Continue by gluing another section until you reach the end. To finish the seams on the outside, brush some rubber cement under the seams where your maps overlap. Press and hold them down until the glue dries.

Add a Vintage Aged Glaze:

Time to give your maps a vintage aged look! Pour 2 parts mod podge into an empty cup. Add about 1 part cocoa paint. Mix them together. Test some of the glaze on a scrap piece of paper. If you like the glaze color, start brushing it onto the lamp shade. Be careful not to use too much of the glaze or the paper will start to wrinkle. (If it does, no worries, some of the wrinkles will come out when it dries. Any remaining wrinkles make it look old.)

Let the glaze dry.

Cut two strips of grosgrain ribbon the circumference of your lamp shade plus an inch for overlap.

Hot glue the ribbon onto the top and bottom edges of your lamp shade. (Please, please, protect your fingers, read my hot glue gun safety post before working with hot glue!)

Put your lampshade on your favorite lamp.

Admire your unique lamp shade that brings back fond memories of a special trip.

If you make one of these, what map would be on your’s? Your home state? The place you were born? Where your family’s heritage resides? Or something completely different? I would love to hear your ideas.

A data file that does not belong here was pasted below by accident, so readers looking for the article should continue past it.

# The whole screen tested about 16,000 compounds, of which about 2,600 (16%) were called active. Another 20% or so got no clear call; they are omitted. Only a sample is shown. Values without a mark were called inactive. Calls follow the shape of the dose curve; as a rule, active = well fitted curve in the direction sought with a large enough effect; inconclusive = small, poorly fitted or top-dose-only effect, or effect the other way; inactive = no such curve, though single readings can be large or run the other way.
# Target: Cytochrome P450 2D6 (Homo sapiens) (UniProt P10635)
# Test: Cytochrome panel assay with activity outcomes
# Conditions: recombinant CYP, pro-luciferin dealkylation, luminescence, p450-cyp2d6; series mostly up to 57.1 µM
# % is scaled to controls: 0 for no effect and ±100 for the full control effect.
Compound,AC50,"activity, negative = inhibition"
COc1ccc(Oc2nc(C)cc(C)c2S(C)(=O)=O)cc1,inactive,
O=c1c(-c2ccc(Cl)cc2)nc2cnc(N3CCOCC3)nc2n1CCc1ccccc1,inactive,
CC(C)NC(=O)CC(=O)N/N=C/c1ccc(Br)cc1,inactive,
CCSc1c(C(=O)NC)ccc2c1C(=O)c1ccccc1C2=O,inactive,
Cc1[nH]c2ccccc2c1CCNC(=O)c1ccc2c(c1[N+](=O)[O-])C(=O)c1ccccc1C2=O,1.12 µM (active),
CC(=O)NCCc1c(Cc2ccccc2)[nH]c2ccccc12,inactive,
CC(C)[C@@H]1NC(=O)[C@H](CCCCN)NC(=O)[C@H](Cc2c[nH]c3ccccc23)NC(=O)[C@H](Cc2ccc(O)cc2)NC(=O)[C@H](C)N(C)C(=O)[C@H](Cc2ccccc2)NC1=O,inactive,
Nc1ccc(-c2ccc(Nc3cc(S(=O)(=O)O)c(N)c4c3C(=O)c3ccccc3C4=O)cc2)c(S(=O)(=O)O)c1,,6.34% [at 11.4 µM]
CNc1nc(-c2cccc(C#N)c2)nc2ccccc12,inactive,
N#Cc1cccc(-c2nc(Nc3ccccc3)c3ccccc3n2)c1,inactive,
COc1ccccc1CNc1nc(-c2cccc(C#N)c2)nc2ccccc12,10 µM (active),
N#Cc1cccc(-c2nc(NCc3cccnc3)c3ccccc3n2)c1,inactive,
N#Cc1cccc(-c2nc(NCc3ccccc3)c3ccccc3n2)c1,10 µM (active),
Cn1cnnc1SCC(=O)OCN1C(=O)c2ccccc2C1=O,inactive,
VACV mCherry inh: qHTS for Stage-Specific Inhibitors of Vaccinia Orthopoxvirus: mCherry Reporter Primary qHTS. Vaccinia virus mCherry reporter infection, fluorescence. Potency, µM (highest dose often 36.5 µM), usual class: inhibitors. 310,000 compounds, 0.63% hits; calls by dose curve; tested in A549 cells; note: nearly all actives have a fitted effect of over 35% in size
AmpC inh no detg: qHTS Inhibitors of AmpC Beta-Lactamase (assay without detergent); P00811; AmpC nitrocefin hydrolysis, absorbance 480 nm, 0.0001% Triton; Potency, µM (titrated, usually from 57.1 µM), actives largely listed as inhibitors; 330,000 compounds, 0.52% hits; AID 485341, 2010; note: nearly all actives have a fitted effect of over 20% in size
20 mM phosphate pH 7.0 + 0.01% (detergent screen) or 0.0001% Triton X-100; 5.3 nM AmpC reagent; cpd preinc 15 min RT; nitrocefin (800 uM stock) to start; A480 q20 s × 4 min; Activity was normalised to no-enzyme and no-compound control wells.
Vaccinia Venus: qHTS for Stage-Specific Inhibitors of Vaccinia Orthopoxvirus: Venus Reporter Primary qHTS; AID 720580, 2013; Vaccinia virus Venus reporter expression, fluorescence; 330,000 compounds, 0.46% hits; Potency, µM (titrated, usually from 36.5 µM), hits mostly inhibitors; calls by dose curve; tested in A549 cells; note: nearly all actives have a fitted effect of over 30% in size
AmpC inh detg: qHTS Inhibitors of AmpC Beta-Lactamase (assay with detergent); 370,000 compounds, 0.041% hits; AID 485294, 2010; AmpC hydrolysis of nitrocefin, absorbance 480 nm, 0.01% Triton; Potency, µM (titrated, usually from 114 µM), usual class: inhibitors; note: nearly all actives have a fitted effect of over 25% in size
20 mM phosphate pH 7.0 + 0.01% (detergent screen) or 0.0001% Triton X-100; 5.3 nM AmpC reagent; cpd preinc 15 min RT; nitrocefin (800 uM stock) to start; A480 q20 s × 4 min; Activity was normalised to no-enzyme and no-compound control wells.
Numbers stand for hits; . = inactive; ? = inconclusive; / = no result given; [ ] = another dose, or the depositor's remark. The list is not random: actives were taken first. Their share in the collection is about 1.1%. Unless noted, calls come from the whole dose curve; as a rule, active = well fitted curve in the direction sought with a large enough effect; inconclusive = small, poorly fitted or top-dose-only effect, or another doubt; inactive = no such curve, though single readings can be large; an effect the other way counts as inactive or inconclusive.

Did you like this tutorial? Want to learn how to revamp another lamp shade with paint chips!

The result are a beautiful ombré lamp that is fun and colorful.


How to install rain gutter bookshelves

Hi, everyone! It is Anika from Anika’s DIY Life again. Today, I want to share an easy and cheap project that is perfect for any kid who loves to read! I have been working on making the kids’ playroom more functional and organized. The room is long and narrow, so I built a toy organizer along one wall. The corner of the opposite wall seemed like a good spot to create a reading nook. Of course, any proper reading nook needs book storage! Enter rain gutters from the home improvement store. I have used rain gutter bookshelves in previous homes to easily and inexpensively add book storage. Get ready to learn how to install rain gutter bookshelves!

It is well known that the best way to encourage little kids to read books is to have the front of books visible to little readers.  Rain gutter bookshelves hold books in this face front view which is perfect to peak a child’s curiosity. The kids’ bedside table with book storage also works great for this purpose!

Here is a step-by-step guide for how to install the rain gutter bookshelves.


(I’ve included affiliate links for your convenience. I earn a small percentage from a purchase using these links. There is no additional cost to you. You can read more about affiliate links here.)

  • Vinyl rain gutters (choose from a variety of colors)